George Washington: Ordinary Man, Extraordinary Leader by Robert F. Jones
Our case is not desperate, if virtue exists in the people and there is wisdom among our rulers. ~ General George Washington
As presidential biographies go, this is short and quite accessible. It contains very little about George Washington’s childhood – because according to the author: there is little evidence to go on.
Washington’s father died when George was barely one and there is little written about his education. There were however two formative influences in his early life: the study of deportment, as expounded in Rules of Civility and Decent Behavior, and Stoic philosophy, primarily introduced to him by family friend, Colonel William Fairfax. If you understand even a little about these two influences, the rest of Washington’s life makes perfect sense.
Although one thing surprised me based on previous perceptions I had of George Washington; he was not a deeply religious man; he is best described as a Deist. He seldom spoke of God in personal terms, preferring impersonal terms such as "Divine Providence".
The rest of this glimpse at the “Father of the Nation” was largely what I expected.
George Washington was a quiet and dignified man, slow to decide but resolute once decided. He was concerned with his reputation and legacy, but ready to risk all for what he believed was right. As the author put it…
He had the qualities needed to secure victory: patience, self-discipline, organizing ability, willingness to work hard, and faith in the eventual success of the struggle for independence.
He was a professional surveyor, planter, and land speculator. But of course, he is best known as soldier and statesman. As a soldier, he was competent, but not brilliant as either strategist or tactician. Similarly, as statesman, he was not a great orator, writer, or politician – but in both roles, he was as the title expresses an extraordinary leader.
Of Washington’s political career, the author opined…
…he was helping the new nation through a difficult adolescence.
His presidency is marked by many things, but the most significant for me, was his effort to keep the executive non-partisan. A near impossible task considering his two closest advisors, Secretary of State Thomas Jefferson (Republican) and Secretary of the Treasury Alexander Hamilton (Federalist). His effort to keep the presidency non-partisan was mostly successful, though it quickly ended when his presidency ended.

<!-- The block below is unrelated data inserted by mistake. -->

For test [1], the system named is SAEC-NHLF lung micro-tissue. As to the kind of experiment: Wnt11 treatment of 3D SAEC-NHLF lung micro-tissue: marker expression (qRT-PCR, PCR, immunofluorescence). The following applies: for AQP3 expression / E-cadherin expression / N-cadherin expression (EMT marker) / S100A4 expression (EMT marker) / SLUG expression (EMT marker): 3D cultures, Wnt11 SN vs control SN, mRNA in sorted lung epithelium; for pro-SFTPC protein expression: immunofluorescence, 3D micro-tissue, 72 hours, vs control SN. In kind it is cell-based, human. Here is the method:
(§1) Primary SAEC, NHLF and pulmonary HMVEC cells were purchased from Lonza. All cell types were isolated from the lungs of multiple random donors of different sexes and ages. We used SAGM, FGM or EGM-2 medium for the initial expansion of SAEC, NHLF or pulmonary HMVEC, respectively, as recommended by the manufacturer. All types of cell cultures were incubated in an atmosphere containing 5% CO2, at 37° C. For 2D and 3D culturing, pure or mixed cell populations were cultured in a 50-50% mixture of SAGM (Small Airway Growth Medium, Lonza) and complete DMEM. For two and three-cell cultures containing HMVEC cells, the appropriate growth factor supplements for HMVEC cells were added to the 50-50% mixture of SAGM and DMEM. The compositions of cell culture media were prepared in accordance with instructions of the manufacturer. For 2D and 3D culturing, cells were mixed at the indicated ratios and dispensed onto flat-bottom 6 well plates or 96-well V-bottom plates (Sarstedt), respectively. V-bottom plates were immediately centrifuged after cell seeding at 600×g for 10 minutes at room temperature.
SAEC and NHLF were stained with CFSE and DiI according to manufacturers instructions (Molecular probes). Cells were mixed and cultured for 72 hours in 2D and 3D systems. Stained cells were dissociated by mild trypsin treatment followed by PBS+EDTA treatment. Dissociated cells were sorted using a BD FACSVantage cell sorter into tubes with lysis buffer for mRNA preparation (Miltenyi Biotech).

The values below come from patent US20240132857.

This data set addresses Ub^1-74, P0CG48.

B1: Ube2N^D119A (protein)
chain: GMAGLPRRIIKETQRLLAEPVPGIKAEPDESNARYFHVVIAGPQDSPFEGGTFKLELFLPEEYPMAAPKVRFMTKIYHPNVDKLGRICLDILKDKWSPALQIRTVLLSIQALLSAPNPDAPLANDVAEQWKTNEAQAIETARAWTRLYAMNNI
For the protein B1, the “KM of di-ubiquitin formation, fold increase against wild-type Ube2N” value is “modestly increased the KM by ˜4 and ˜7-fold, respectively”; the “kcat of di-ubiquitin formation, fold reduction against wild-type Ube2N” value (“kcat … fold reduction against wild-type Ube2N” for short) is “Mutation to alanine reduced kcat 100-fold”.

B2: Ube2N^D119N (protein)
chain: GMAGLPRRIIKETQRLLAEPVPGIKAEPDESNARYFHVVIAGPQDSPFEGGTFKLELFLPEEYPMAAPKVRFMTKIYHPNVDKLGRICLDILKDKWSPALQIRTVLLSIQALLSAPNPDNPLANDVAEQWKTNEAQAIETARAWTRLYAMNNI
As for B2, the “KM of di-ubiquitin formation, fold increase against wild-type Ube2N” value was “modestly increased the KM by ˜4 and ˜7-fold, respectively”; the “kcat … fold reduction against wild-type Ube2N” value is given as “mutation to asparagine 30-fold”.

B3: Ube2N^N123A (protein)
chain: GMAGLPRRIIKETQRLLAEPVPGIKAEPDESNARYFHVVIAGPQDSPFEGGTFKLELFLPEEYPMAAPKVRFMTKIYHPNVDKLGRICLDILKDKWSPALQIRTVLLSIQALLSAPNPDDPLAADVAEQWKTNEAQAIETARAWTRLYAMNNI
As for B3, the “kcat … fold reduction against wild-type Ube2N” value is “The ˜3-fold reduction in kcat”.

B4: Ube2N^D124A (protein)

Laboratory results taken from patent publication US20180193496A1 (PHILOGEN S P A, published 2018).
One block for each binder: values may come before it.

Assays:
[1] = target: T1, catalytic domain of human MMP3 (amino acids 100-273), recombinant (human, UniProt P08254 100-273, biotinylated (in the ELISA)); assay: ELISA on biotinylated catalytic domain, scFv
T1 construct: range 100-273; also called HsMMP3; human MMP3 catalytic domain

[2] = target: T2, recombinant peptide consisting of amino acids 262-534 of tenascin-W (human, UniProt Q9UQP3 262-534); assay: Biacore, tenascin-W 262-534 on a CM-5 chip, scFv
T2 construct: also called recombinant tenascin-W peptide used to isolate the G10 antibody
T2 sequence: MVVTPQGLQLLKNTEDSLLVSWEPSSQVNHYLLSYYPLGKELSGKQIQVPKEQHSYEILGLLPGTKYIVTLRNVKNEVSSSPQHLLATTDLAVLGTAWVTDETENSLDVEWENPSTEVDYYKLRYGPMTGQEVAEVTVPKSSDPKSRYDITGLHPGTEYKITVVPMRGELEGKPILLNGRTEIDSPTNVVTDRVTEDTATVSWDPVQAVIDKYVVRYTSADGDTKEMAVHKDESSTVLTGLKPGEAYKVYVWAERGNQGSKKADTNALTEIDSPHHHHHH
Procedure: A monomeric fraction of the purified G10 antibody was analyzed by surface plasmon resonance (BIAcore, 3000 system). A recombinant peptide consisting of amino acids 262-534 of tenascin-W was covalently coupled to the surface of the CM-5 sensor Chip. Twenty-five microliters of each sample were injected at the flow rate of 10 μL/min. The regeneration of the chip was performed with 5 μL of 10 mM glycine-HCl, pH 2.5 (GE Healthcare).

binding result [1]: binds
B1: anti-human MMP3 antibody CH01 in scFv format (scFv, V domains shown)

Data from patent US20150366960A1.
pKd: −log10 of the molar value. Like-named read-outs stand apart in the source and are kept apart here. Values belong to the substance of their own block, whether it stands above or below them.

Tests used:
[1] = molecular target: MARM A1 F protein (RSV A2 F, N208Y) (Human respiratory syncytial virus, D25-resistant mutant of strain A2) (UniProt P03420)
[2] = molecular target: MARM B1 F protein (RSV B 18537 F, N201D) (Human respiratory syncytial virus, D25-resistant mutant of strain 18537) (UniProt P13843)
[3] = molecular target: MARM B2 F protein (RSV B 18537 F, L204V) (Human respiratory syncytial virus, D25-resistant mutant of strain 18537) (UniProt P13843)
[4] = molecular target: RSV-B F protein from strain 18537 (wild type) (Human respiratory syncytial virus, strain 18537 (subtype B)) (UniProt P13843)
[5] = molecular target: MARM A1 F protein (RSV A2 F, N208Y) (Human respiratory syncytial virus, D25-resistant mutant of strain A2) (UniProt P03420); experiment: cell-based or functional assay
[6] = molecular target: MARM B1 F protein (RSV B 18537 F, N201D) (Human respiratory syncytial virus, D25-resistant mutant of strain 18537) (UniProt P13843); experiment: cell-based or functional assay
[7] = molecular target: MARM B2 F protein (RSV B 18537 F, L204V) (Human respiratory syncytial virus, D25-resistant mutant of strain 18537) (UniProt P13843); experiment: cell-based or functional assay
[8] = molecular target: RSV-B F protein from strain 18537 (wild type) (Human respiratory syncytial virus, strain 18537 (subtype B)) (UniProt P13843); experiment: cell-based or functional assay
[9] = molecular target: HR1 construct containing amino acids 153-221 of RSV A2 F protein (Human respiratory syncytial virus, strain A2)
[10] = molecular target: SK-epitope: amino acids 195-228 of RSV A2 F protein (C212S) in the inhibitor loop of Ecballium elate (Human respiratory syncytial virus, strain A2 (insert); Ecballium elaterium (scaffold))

Abigail Adams, wife of then Vice President John Adams had this to say of President Washington…
He is polite with dignity, affable without familiarity, distant without haughtiness, grave without austerity, modest, wise, and good.
Upon Washington’s retirement, Henrietta Liston, wife of Robert Liston, British Minister to the United States observed…
There is a Magic in his name more powerful than the abilities of any other man can ever acquire.
George Washington was also a slave owner. It seems disingenuous to extol his virtues and ignore his greatest sin, as indeed it was – an awful, abhorrent sin. However, it has taken humanity over 6,000 years to collectively repudiate the evils of slavery. I don’t expect a man who was born to an age when it was a sanctioned institution to perfectly sort it out, on his own, in less than 50 years of adult life. I am not an apologist for the slave owner, but I don’t believe George Washington’s singular failure negates the value of a life that is otherwise characterized by virtue and integrity.
So, for something less depressing, two slightly amusing anecdotes.
During his presidency, Washington was addressed as “Excellency”. It was not until Jefferson’s presidency that “Mr. President” became the accepted term of address.
When the British surrendered at Yorktown, custom called for the commanding general to surrender his sword, but General Cornwallis pleaded illness and sent Brigadier O’Hara. In response to this slight, General Washington deputed Major General Benjamin Lincoln to accept the surrender – which must have been satisfying to Lincoln, who previously had surrendered to Cornwallis at the Battle of Charlestown.
This book satisfies square B4, memoir or biography, in the 2020 Classic Bingo Challenge